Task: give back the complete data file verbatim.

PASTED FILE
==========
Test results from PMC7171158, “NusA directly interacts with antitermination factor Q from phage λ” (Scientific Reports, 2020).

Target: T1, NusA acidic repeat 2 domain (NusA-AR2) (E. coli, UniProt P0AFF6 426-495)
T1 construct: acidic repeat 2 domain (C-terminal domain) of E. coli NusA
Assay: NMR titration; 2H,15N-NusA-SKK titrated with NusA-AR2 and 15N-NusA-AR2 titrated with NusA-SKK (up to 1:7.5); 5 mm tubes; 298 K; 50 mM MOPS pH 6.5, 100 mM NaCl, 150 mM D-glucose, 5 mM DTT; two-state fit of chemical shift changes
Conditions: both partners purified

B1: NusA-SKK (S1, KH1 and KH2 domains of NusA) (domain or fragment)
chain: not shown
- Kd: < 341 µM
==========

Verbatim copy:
Test results from PMC7171158, “NusA directly interacts with antitermination factor Q from phage λ” (Scientific Reports, 2020).

Target: T1, NusA acidic repeat 2 domain (NusA-AR2) (E. coli, UniProt P0AFF6 426-495)
T1 construct: acidic repeat 2 domain (C-terminal domain) of E. coli NusA
Assay: NMR titration; 2H,15N-NusA-SKK titrated with NusA-AR2 and 15N-NusA-AR2 titrated with NusA-SKK (up to 1:7.5); 5 mm tubes; 298 K; 50 mM MOPS pH 6.5, 100 mM NaCl, 150 mM D-glucose, 5 mM DTT; two-state fit of chemical shift changes
Conditions: both partners purified

B1: NusA-SKK (S1, KH1 and KH2 domains of NusA) (domain or fragment)
chain: not shown
- Kd: < 341 µM